This is not a technical post. The past few months have flown by as a result of several large changes in my personal and professional life. The month of April was a wonderful four weeks of relaxation, reading, writing and reconnecting with my family as I enjoyed my 5-year sabbatical from Adobe. During the disconnect from work, I found myself contemplating where I was in my career path and setting new goals for the upcoming year and years (I am a 5-year planner by nature). Towards the very end of the sabbatical, I discovered an opportunity at VMware for a Virtual Infrastructure Architect on the OneCloud team — VMware’s internal cloud offering. A few weeks later, I found myself accepting the role and agreeing to move my entire family from Utah to Northern California. May was a subsequent blur as we searched for houses on the Internet and prepared for me to leave the family behind for a month in June.
June 1 found me in Palo Alto living in temporary quarters and starting a new job for a new company while my family remained in Utah. It has been an exciting 6 weeks! After sorting out permanent living arrangements, selling the house in Utah and waiting for a delivery truck to take 11 days to drive 11 hours, my entire family has joined me in California. We’ve now begun this phase of our adventure and the challenges that come along with it.
What does this have to do with the second part of the post title, “Getting to the Next Level”? During my last few years at Adobe, I had the great fortune to find an amazing mentor. At the time the mentoring relationship started I was struggling with where I was in my (at the time) present role and what looked to be a very dismal horizon. He helped me through the issues and I eventually ended up working in his organization — not a goal when the mentoring began — nonetheless, a welcome change. When I accepted the new role here at VMware, he was one of two people I was most concerned with telling about my decision to leave. During that final 1:1 meeting, he recommended to me a book that has quickly become one of the very best pieces of advice he has ever given me in the six years I knew him.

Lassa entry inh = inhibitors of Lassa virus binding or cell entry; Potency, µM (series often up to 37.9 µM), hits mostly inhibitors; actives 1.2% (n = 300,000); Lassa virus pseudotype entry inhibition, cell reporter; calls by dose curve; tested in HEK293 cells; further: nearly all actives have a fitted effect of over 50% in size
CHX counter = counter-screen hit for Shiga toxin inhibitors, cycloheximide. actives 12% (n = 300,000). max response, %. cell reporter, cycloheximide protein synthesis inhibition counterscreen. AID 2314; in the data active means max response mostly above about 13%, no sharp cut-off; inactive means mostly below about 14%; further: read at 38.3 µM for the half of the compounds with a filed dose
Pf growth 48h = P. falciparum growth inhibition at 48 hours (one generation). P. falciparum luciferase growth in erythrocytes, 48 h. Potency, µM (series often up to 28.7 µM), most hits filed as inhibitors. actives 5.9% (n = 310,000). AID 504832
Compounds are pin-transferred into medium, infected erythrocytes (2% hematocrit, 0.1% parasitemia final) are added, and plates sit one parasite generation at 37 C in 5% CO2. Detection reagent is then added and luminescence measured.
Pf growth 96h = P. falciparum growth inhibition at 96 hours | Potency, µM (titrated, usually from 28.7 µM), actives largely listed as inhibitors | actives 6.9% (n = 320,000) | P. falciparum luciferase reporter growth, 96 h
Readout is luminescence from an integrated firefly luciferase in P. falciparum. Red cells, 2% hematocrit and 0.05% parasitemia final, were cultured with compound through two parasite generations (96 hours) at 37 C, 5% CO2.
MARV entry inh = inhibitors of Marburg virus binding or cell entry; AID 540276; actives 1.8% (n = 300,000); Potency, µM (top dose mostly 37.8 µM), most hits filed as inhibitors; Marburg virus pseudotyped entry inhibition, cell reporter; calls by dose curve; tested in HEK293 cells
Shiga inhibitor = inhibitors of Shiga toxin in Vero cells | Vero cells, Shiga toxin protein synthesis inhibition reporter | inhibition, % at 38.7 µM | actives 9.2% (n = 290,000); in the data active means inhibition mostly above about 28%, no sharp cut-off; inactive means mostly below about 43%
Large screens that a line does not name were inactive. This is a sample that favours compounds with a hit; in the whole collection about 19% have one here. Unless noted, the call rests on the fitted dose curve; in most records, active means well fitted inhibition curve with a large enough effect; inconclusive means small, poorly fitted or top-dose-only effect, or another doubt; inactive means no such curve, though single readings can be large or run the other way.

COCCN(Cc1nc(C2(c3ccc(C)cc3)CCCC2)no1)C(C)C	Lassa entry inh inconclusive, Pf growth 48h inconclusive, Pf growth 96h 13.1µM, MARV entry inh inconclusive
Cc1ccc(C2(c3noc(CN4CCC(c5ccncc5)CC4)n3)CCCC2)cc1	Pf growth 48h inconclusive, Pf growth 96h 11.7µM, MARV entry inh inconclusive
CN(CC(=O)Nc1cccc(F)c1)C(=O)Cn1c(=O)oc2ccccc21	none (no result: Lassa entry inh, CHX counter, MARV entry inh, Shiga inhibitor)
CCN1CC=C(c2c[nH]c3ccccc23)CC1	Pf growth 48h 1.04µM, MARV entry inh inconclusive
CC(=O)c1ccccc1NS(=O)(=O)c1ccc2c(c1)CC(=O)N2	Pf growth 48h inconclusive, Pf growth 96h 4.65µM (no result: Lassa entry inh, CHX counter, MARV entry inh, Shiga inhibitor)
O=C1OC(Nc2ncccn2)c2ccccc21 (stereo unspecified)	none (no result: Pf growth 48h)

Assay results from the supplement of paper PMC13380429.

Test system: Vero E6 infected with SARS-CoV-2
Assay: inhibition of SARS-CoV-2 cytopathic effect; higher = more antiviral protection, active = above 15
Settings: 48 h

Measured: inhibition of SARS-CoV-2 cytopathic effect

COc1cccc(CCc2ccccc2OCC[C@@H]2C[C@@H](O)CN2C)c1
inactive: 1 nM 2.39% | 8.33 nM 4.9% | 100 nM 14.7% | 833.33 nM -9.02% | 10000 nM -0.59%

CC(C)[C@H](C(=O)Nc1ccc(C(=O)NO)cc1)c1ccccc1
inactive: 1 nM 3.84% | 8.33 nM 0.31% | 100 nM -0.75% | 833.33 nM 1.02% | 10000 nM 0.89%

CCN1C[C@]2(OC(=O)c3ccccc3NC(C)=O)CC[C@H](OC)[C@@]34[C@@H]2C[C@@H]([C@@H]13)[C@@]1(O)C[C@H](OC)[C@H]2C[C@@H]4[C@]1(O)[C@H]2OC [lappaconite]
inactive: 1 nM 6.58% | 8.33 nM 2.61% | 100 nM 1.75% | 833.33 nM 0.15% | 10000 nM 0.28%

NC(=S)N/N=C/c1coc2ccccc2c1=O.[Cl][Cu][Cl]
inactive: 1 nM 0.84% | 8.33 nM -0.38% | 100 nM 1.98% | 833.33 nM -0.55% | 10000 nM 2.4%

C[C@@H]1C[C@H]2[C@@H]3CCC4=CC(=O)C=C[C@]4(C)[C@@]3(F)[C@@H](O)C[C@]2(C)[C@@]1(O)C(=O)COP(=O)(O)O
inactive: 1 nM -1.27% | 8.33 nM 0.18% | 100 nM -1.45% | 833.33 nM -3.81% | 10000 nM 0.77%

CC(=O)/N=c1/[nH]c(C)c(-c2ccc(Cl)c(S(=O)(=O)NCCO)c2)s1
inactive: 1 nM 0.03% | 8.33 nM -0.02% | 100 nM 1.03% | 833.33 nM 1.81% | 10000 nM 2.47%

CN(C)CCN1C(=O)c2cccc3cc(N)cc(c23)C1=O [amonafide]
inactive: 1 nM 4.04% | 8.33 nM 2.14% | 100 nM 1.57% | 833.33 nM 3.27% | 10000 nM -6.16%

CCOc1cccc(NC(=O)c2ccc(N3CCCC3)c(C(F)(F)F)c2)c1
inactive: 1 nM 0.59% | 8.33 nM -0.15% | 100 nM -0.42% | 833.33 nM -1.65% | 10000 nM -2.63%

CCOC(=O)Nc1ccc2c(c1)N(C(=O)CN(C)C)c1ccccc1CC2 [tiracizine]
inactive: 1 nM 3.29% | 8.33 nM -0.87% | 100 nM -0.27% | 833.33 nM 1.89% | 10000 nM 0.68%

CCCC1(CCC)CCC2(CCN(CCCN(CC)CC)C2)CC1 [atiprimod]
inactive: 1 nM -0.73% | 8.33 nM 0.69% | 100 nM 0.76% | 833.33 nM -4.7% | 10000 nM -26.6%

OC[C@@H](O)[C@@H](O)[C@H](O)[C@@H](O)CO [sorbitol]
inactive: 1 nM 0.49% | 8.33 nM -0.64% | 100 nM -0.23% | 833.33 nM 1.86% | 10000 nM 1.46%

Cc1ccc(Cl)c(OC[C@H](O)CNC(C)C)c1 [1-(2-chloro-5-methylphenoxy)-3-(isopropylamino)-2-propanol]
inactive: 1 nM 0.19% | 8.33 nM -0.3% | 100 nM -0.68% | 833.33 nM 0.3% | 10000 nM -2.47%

He recommended I read the book, “What Got You Here Won’t Get You There” by Marshall Goldsmith and Mark Reiter. Mr. Goldsmith is an executive coach/mentor who published this book discussing the various points of common behavioral characteristics/problems many successful people have. I began reading the book while I was living in Palo Alto during the transition in June and although the book is only a few hundred pages long, I found each page engrossing and worthy or re-reading. It has taken me a lot longer than expected to read the entire book as a result.
I have found the advice and insight offered by Mr. Goldsmith to be invaluable, especially as I transitioned to a new company where I had an opportunity to make good, lasting first impressions on those I work with. I have already decided to read the book a second time when I finish the last chapter this week, knowing that this time I need a notebook/pen nearby so that I can write down much of the advice given in the book.
If you are looking to get to the next level in your career or personal relationships, I highly recommend reading this book! It will not be a quick read, but it will be well worth the time invested.